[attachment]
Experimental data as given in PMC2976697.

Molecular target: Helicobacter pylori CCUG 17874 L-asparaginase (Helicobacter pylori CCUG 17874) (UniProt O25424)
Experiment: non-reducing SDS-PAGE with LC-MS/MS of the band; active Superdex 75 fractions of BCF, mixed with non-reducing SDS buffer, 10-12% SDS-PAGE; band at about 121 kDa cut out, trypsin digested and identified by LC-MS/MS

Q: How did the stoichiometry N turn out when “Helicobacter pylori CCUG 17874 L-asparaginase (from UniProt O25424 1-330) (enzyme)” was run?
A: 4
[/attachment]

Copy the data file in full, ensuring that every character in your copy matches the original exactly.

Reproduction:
Experimental data as given in PMC2976697.

Molecular target: Helicobacter pylori CCUG 17874 L-asparaginase (Helicobacter pylori CCUG 17874) (UniProt O25424)
Experiment: non-reducing SDS-PAGE with LC-MS/MS of the band; active Superdex 75 fractions of BCF, mixed with non-reducing SDS buffer, 10-12% SDS-PAGE; band at about 121 kDa cut out, trypsin digested and identified by LC-MS/MS

Q: How did the stoichiometry N turn out when “Helicobacter pylori CCUG 17874 L-asparaginase (from UniProt O25424 1-330) (enzyme)” was run?
A: 4